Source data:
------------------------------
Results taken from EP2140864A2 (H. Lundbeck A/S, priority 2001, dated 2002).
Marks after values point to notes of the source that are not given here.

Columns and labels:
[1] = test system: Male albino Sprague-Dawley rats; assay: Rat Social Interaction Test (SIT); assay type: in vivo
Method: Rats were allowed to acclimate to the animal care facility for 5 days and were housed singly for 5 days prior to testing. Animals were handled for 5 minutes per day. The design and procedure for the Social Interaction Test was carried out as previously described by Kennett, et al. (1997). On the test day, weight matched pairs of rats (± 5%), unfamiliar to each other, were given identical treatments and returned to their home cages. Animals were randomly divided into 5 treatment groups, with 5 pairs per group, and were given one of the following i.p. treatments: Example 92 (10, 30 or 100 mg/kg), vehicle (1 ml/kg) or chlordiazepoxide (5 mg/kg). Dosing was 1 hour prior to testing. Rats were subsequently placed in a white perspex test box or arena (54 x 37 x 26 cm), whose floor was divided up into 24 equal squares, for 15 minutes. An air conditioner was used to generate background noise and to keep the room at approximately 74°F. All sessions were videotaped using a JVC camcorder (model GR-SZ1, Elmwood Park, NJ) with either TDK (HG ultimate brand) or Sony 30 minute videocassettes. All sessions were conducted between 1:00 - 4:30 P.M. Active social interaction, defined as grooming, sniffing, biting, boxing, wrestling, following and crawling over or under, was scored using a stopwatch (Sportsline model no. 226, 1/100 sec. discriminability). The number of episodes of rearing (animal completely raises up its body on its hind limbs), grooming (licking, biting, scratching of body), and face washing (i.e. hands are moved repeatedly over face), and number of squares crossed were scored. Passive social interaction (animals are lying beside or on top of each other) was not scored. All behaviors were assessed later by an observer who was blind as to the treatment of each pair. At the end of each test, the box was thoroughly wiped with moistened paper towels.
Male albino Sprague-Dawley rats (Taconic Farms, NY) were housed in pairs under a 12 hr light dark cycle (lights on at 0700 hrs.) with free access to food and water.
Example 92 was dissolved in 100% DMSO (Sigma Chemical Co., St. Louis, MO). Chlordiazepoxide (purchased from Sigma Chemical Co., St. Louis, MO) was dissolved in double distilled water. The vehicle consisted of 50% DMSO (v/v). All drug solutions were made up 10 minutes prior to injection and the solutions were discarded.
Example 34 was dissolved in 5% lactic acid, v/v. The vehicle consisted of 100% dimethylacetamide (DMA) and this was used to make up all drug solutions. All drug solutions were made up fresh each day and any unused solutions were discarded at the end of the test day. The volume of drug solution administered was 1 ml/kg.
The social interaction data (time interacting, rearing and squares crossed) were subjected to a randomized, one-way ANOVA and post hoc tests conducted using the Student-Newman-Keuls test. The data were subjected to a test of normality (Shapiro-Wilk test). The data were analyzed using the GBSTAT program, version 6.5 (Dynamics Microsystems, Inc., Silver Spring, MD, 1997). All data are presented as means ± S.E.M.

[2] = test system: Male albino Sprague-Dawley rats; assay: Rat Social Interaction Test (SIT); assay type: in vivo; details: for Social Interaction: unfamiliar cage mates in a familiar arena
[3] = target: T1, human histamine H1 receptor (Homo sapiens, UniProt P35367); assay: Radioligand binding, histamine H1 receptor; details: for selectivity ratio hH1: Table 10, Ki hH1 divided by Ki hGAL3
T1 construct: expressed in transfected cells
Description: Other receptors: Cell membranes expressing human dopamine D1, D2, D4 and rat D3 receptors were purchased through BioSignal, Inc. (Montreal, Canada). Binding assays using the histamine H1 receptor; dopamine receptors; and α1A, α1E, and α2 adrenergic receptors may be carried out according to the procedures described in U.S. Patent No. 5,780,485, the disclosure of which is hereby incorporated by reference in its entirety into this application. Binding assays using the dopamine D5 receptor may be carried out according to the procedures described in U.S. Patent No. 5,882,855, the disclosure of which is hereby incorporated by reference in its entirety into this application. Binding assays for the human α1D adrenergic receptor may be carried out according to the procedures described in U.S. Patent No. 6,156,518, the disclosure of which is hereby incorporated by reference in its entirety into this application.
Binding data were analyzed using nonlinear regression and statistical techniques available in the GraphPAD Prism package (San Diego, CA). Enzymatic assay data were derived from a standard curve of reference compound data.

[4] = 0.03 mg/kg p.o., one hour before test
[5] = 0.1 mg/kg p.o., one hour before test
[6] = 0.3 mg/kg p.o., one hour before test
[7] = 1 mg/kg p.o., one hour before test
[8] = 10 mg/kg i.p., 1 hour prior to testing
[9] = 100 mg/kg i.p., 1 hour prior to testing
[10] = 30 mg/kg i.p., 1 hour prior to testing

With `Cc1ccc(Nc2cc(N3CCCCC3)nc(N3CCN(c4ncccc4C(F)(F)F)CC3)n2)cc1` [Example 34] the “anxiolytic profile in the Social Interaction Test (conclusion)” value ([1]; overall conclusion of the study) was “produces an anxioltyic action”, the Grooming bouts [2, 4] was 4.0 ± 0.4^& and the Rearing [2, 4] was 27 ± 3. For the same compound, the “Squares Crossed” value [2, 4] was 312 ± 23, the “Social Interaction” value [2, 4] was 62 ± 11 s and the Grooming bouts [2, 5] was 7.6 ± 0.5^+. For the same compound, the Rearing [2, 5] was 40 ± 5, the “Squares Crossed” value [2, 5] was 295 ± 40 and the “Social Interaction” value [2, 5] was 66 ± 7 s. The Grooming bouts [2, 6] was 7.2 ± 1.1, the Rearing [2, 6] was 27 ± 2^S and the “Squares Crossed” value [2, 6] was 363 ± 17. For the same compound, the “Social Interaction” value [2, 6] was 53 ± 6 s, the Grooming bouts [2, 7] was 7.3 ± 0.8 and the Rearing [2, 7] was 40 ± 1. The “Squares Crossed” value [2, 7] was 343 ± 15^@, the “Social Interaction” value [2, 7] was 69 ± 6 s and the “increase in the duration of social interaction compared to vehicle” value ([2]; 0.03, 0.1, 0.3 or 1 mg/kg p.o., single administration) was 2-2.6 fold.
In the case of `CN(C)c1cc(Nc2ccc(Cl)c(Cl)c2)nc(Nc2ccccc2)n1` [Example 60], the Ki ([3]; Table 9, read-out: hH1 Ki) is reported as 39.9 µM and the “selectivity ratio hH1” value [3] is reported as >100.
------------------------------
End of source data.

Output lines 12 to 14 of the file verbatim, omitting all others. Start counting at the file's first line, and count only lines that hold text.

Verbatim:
T1 construct: expressed in transfected cells
Description: Other receptors: Cell membranes expressing human dopamine D1, D2, D4 and rat D3 receptors were purchased through BioSignal, Inc. (Montreal, Canada). Binding assays using the histamine H1 receptor; dopamine receptors; and α1A, α1E, and α2 adrenergic receptors may be carried out according to the procedures described in U.S. Patent No. 5,780,485, the disclosure of which is hereby incorporated by reference in its entirety into this application. Binding assays using the dopamine D5 receptor may be carried out according to the procedures described in U.S. Patent No. 5,882,855, the disclosure of which is hereby incorporated by reference in its entirety into this application. Binding assays for the human α1D adrenergic receptor may be carried out according to the procedures described in U.S. Patent No. 6,156,518, the disclosure of which is hereby incorporated by reference in its entirety into this application.
Binding data were analyzed using nonlinear regression and statistical techniques available in the GraphPAD Prism package (San Diego, CA). Enzymatic assay data were derived from a standard curve of reference compound data.